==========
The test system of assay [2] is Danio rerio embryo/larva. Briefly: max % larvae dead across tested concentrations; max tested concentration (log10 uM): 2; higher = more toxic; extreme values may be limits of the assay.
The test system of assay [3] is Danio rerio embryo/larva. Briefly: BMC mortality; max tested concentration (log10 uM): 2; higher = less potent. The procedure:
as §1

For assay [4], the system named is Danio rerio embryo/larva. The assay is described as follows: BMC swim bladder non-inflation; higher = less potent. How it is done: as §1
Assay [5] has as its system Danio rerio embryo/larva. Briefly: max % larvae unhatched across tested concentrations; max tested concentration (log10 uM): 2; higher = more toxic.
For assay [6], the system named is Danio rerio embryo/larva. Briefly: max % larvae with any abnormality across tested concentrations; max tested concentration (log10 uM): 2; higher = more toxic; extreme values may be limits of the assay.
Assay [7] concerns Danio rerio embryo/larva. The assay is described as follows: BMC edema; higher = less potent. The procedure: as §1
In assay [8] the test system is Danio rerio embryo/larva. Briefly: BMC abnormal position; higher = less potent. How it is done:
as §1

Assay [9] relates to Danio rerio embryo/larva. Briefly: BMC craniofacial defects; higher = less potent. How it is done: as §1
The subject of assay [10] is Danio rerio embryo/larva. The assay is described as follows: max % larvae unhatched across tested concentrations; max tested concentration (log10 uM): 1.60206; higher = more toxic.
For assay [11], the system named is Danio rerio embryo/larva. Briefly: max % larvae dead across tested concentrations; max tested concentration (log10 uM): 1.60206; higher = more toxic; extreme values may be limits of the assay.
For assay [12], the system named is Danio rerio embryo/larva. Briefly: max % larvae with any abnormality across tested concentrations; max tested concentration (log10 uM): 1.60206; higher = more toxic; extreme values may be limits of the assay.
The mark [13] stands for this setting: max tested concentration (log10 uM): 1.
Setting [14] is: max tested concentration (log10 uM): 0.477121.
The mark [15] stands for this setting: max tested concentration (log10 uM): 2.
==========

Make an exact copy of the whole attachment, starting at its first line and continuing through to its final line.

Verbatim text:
The test system of assay [2] is Danio rerio embryo/larva. Briefly: max % larvae dead across tested concentrations; max tested concentration (log10 uM): 2; higher = more toxic; extreme values may be limits of the assay.
The test system of assay [3] is Danio rerio embryo/larva. Briefly: BMC mortality; max tested concentration (log10 uM): 2; higher = less potent. The procedure:
as §1

For assay [4], the system named is Danio rerio embryo/larva. The assay is described as follows: BMC swim bladder non-inflation; higher = less potent. How it is done: as §1
Assay [5] has as its system Danio rerio embryo/larva. Briefly: max % larvae unhatched across tested concentrations; max tested concentration (log10 uM): 2; higher = more toxic.
For assay [6], the system named is Danio rerio embryo/larva. Briefly: max % larvae with any abnormality across tested concentrations; max tested concentration (log10 uM): 2; higher = more toxic; extreme values may be limits of the assay.
Assay [7] concerns Danio rerio embryo/larva. The assay is described as follows: BMC edema; higher = less potent. The procedure: as §1
In assay [8] the test system is Danio rerio embryo/larva. Briefly: BMC abnormal position; higher = less potent. How it is done:
as §1

Assay [9] relates to Danio rerio embryo/larva. Briefly: BMC craniofacial defects; higher = less potent. How it is done: as §1
The subject of assay [10] is Danio rerio embryo/larva. The assay is described as follows: max % larvae unhatched across tested concentrations; max tested concentration (log10 uM): 1.60206; higher = more toxic.
For assay [11], the system named is Danio rerio embryo/larva. Briefly: max % larvae dead across tested concentrations; max tested concentration (log10 uM): 1.60206; higher = more toxic; extreme values may be limits of the assay.
For assay [12], the system named is Danio rerio embryo/larva. Briefly: max % larvae with any abnormality across tested concentrations; max tested concentration (log10 uM): 1.60206; higher = more toxic; extreme values may be limits of the assay.
The mark [13] stands for this setting: max tested concentration (log10 uM): 1.
Setting [14] is: max tested concentration (log10 uM): 0.477121.
The mark [15] stands for this setting: max tested concentration (log10 uM): 2.